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Walking on faith

Darrell Greer
Northern News Services
Wednesday, March 21, 2007

CORAL HARBOUR - A woman's idea turned into one of the most emotional scenes in recent memory at Coral Harbour earlier this month.

Elizabeth Ningeongan had been thinking of staging a special walk to Bear Island to raise awareness of family values and love among community residents for the past two years.

NNSL Photo/Graphic

Annie Eetuk displays the heart and slogan of the Coral Harbour family awareness walk earlier this month organized by Elizabeth and Johnny Ningeongan. - photo courtesy of Noel Kaludjak

When she began recovering from surgery this past December, she decided to go on the walk as soon as she was strong enough.

Elizabeth's husband, Johnny, supported the idea.

The couple selected a line attributed to Mother Teresa (If you judge others, you will never have time to love them) as the slogan for their walk.

Johnny said Elizabeth's hope was to make people aware of the importance of family in today's society, and to help those going through hard times to realize there are people among them who love them for who they are without condemning or judging them.

He said even if people were to stop loving them, God would not.

"The walk was a statement through action, rather than just telling people we love them or God loves them," said Johnny.

"We had to take a longer route due to ice conditions, so we walked about 19 kilometres to cover the 14-km distance to the island.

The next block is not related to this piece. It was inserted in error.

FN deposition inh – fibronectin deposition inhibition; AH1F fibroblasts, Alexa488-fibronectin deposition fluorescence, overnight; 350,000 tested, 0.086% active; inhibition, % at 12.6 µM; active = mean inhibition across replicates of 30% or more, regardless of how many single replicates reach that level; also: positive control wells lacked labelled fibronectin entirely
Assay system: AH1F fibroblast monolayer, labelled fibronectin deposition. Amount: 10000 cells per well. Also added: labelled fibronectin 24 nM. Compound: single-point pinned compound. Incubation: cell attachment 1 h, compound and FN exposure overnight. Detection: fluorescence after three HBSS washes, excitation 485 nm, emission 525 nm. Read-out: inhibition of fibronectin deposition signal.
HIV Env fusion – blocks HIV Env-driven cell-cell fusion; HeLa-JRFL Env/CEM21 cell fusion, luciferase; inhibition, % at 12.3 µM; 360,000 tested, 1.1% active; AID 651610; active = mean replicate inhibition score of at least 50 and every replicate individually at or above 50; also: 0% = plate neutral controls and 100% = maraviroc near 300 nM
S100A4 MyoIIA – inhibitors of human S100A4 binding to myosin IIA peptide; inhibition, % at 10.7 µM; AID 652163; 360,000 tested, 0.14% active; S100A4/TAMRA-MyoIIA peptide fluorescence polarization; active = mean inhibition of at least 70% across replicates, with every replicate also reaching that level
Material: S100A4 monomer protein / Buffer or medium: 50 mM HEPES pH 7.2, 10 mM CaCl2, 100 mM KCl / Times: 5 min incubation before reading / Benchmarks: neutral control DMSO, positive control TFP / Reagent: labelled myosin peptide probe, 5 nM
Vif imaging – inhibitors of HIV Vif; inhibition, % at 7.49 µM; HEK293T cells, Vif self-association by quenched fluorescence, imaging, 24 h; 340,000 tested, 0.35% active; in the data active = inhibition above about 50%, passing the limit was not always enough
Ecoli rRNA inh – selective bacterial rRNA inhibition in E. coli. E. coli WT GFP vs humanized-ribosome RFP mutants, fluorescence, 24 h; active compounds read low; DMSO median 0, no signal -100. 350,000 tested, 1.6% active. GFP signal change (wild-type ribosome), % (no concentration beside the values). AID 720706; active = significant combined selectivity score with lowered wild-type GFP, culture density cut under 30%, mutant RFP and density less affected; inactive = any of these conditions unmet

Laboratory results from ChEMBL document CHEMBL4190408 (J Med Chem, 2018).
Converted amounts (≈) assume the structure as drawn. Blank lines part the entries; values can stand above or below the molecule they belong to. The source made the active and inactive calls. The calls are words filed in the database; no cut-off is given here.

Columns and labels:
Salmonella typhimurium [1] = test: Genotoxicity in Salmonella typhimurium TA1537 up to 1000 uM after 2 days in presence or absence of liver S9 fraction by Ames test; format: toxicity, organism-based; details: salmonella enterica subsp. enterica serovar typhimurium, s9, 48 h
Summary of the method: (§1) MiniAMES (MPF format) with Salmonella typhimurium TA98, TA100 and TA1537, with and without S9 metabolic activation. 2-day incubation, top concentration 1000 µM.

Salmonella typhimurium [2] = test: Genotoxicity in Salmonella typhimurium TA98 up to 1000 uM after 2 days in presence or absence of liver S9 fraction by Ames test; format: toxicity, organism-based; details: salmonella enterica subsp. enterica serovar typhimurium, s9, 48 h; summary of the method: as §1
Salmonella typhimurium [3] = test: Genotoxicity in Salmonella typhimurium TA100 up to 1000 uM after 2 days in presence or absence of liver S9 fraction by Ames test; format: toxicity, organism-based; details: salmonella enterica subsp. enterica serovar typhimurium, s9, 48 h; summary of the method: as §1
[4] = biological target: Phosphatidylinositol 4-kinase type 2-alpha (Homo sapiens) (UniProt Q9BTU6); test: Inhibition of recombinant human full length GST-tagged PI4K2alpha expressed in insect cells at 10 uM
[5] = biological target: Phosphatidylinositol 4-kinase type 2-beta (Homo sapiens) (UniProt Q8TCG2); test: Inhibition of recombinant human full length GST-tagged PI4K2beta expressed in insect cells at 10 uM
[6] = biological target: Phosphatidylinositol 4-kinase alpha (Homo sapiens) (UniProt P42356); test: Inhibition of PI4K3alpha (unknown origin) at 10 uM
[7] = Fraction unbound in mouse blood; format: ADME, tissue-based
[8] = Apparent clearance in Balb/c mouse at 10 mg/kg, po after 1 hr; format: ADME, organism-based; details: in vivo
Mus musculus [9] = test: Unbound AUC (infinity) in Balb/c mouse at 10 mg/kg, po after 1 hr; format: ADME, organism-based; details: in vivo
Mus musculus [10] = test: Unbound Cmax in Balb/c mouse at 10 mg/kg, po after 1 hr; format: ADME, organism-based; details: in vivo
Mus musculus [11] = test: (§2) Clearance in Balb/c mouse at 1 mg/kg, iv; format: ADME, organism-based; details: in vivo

"We didn't plan it, but my grandson, Vincent, and my son, Kenneth, joined us in the walk, as did Sarah Matoo and Roland Ningeongan.

"We did the walk in a kind of relay form, with each segment being about 3.6 km."

A large crowd awaited the group upon their return.

Johnny said it was a warm feeling to be so openly received by so many people.

"It touched the old heart very deeply because many, many of the people who received us started to cry.

"It seemed like they hungered for the knowledge that somebody actually cared for them.

"In this day and age, all the powerful people get the attention and, too often, the little guy can't be found.

"This was a day for everyone."

Johnny made the plywood heart the group carried on the journey.

It bore the walk's slogan in Inuktitut and English.

The participants would pass the heart along as the next person would start a fresh segment of the journey.

Johnny said many people phoned after the walk to compliment them on their efforts.

"Many of the elders who phoned were in tears and that was very touching after we felt so much emotion upon our return to the community.

"The walk showed people that as hard as things are today, there's a big need for them to team up and look after each other more closely.

"I would say that's extremely important in this day and age."